Chaim Ingram

ACUTE ANGLES What About Our Matriarchs?

Dear Rabbi.  Let me make it clear that I am not a Reform Jewess! However, I happened to notice that the reform prayer book inserts the words “G-d of Sarah, G-d of Rebekah, G-d of Rachel and G-d of Leah” in the first blessing of their Amida. What would be so wrong, Rabbi, with us adding those words?  After all is He not the G-d of our mothers as well as our fathers?   Respectfully,  Abie

Dear Abie,

You ask a very good question. The simple answer is that the phrase “the G-d of Abraham, the G-d of Isaac and the G-d of Jacob” is directly extracted from our sacred Torah (Exodus 3:15) – as indeed is the subsequent phrase “the great, mighty and awesome G-D (Deut. 10:17). Our Sages, in formulating our prayers, inserted sacred Scriptural phrases wherever possible.

Additionally, unlike our Matriarchs, our three Patriarchs form a tripartite, unbroken generational (father-to-son) chain.  Kohelet 4:12 declares that “a threefold cord is not easily broken”..  An outstandingly righteous founder of a nation (Abraham) siring a similarly upright child (Isaac) and grandchild (Jacob) is the securest foundation for a nation that one could hope for.

You could have asked another equally good question, Why, after referring to “the G-d of Abraham, G-d of Isaac and G-d of Jacob”, does the first Amida blessing end simply “Blessed are You, G-D, Shield of Abraham”? What happened to Isaac and Jacob?

The fact is that the Anshei Knesset HaGedola, the ancient body of elders led by Ezra (4th century BCE) were Divinely inspired in their precise and exacting formulation of the text for the berachot of the Amida.. I say it is a fact because I don’t know anyone who would recite the same Shakespeare soliloquy or Byron poem or Beatles lyric three times every day of their life and not get bored out of their minds!  Yet hundreds of thousands of Jews recite an identical text thrice daily and still find themselves able to inject passion and soul into the words they are uttering. (Incidentally, while there are some very minor differences in text between Ashkenazim, Sephardim and Chasidim, this is not the case in the first three blessings which are splendidly uniform in all traditions.).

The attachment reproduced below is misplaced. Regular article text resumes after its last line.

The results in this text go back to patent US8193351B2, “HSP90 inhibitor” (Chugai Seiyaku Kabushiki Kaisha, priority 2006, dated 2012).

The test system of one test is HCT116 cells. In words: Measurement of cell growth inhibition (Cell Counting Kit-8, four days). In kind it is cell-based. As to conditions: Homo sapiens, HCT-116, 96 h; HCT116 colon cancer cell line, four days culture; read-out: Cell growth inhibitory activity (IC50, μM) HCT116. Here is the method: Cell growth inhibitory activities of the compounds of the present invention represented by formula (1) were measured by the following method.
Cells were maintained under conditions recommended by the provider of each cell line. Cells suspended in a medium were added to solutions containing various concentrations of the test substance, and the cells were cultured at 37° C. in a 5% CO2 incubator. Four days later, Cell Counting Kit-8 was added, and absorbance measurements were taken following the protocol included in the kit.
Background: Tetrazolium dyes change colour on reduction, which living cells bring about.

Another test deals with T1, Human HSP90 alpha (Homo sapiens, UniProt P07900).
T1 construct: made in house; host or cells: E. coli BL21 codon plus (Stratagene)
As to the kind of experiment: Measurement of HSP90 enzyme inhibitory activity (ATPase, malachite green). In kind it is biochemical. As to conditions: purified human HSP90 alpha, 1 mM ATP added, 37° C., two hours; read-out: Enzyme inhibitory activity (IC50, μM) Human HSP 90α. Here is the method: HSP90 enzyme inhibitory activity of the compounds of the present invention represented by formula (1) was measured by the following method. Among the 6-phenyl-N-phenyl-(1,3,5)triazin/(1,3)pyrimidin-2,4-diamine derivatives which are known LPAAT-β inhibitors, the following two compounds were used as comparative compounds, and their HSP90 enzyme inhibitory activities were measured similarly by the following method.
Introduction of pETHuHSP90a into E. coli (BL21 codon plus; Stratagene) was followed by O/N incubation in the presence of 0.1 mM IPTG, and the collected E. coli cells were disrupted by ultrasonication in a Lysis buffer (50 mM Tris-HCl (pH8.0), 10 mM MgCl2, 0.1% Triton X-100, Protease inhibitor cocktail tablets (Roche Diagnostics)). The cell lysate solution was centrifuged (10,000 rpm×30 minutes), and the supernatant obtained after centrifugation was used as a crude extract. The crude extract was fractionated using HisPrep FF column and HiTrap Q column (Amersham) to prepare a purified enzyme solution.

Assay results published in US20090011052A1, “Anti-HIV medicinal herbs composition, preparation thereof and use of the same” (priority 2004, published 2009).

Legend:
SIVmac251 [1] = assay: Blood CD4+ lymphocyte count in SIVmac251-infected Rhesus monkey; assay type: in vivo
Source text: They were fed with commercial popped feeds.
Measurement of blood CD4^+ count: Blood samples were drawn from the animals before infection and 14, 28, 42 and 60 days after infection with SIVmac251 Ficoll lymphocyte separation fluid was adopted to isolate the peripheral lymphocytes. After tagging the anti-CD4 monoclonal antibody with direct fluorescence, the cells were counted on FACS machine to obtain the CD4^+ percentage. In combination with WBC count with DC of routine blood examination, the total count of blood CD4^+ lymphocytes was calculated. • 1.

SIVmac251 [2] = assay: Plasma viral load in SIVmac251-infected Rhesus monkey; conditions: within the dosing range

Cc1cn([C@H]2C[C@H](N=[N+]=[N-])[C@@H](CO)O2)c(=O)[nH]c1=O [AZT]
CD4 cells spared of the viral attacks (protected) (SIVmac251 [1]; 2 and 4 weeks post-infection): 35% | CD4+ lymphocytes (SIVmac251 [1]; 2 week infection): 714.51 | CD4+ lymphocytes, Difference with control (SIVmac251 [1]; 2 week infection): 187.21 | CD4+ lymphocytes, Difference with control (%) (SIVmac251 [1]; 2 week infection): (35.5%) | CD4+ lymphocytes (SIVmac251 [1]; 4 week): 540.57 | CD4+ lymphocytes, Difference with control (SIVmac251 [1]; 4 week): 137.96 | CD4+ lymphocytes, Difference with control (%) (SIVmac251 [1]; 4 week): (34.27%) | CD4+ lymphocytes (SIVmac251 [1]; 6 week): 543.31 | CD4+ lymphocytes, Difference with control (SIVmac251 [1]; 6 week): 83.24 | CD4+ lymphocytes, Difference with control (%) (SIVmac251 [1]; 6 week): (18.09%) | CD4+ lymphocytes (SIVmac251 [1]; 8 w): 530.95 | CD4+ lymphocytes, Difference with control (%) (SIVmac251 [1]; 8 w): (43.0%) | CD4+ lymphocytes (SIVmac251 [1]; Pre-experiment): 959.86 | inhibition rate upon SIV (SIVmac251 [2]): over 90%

Our sages wish us to connect, specifically with Abraham, as we base our ‘right’ to petition before G-D on the supreme sacrifice – the Akeda  – that Abraham was prepared to make for the sake of G-D. We in essence gain G-D’s attention, as it were, by declaring” “We have no merits of our own,  but look what Abraham was prepared to do for you – to give up his only son! In that merit, succour us, his descendants!”

Moreover, the concluding phrase of the blessing  Magen Avraham, “shield of Abraham” is based upon yet another Scriptural verse, Genesis 15:1 where G-D declares to Abraham “fear not, I am a shield for you!”

Strength, might, awesomeness, shielding armour: these are all essentially masculine attributes and concepts.   Consequently, the referencing of our Patriarchs and not our Matriarchs  in this context is entirely apt..

However, have no fear: our founding mothers are singled out when prayers soliciting G-D’s compassion (a predominantly feminine trait) are uttered. Thus the classical mi shebeirakh formula recited at Torah readings for healing from sickness or even a simple blessing for family members will appeal to “the G-D of our Matriarchs  Sarah, Rivka, Rachel and Leah”.

I hope I have said enough to convince you that you should not fret at the omission of our Matriarchs in the context of the first Amida blessing. Finally, consider this: whenever you are reciting these time-hallowed words as they are, without embellishment or change, you are connecting not only with your fellow-worshippers in your shul and around the world, but with generations upon generations of your forebears going back two millennia who would have intoned these very same words. G-D, who is beyond time, is connecting your prayer with the very same prayers uttered by Rabbi Akiva and Rabbi Meir, not to mention their wives Rachel and Beruria,  nineteen centuries ago! How powerful a thought is that!

About the Author
Rabbi Chaim Ingram is the author of five books on Judaism. He is a senior tutor for the Sydney Beth Din and the non-resident rabbi of the Adelaide Hebrew Congregation. He can be reached at